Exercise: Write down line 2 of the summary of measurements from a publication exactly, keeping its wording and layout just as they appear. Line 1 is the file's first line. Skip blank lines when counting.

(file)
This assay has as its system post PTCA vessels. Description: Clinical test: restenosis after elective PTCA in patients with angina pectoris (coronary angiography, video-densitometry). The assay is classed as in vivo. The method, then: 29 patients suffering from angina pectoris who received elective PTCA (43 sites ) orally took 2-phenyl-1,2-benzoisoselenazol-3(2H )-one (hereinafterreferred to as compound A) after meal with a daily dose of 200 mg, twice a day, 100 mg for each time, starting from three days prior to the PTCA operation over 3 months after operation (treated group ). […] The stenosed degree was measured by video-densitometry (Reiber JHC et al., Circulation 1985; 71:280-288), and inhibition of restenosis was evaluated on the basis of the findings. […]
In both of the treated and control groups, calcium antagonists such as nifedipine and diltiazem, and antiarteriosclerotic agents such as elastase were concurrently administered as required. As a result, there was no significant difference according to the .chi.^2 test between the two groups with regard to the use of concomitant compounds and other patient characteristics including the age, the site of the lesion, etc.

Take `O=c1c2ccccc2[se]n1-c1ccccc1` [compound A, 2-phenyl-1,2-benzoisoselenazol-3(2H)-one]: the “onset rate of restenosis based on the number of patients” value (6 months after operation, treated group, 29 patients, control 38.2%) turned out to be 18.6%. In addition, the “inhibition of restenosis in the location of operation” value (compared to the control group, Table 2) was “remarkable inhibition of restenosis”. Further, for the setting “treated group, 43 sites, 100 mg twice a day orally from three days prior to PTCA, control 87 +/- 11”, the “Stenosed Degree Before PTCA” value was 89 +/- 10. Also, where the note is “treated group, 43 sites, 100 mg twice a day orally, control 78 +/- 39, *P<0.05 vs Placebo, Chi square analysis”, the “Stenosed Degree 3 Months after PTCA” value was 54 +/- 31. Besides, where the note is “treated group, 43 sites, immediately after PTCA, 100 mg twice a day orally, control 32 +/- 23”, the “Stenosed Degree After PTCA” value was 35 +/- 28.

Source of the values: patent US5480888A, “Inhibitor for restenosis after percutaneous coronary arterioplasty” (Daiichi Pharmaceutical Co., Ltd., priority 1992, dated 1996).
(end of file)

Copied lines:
In both of the treated and control groups, calcium antagonists such as nifedipine and diltiazem, and antiarteriosclerotic agents such as elastase were concurrently administered as required. As a result, there was no significant difference according to the .chi.^2 test between the two groups with regard to the use of concomitant compounds and other patient characteristics including the age, the site of the lesion, etc.